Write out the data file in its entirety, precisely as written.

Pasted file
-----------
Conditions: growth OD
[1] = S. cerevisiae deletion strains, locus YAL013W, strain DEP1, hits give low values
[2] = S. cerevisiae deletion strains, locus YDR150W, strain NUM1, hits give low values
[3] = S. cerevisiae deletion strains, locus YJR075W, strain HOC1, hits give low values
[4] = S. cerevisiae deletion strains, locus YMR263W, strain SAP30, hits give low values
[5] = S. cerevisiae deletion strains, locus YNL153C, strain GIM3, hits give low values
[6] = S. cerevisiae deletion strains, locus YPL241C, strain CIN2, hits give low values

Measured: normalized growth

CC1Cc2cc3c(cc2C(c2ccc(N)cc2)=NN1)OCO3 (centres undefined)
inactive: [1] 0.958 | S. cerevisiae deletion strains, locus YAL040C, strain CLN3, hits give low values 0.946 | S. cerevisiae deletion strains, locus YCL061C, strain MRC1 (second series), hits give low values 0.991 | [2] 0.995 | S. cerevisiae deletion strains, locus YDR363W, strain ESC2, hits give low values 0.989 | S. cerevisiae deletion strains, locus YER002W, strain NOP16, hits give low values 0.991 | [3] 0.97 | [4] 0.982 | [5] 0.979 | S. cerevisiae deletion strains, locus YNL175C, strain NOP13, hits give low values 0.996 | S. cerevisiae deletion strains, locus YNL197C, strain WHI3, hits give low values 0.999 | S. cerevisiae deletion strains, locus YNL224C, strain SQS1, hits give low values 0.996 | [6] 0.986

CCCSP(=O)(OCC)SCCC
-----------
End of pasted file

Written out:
Conditions: growth OD
[1] = S. cerevisiae deletion strains, locus YAL013W, strain DEP1, hits give low values
[2] = S. cerevisiae deletion strains, locus YDR150W, strain NUM1, hits give low values
[3] = S. cerevisiae deletion strains, locus YJR075W, strain HOC1, hits give low values
[4] = S. cerevisiae deletion strains, locus YMR263W, strain SAP30, hits give low values
[5] = S. cerevisiae deletion strains, locus YNL153C, strain GIM3, hits give low values
[6] = S. cerevisiae deletion strains, locus YPL241C, strain CIN2, hits give low values

Measured: normalized growth

CC1Cc2cc3c(cc2C(c2ccc(N)cc2)=NN1)OCO3 (centres undefined)
inactive: [1] 0.958 | S. cerevisiae deletion strains, locus YAL040C, strain CLN3, hits give low values 0.946 | S. cerevisiae deletion strains, locus YCL061C, strain MRC1 (second series), hits give low values 0.991 | [2] 0.995 | S. cerevisiae deletion strains, locus YDR363W, strain ESC2, hits give low values 0.989 | S. cerevisiae deletion strains, locus YER002W, strain NOP16, hits give low values 0.991 | [3] 0.97 | [4] 0.982 | [5] 0.979 | S. cerevisiae deletion strains, locus YNL175C, strain NOP13, hits give low values 0.996 | S. cerevisiae deletion strains, locus YNL197C, strain WHI3, hits give low values 0.999 | S. cerevisiae deletion strains, locus YNL224C, strain SQS1, hits give low values 0.996 | [6] 0.986

CCCSP(=O)(OCC)SCCC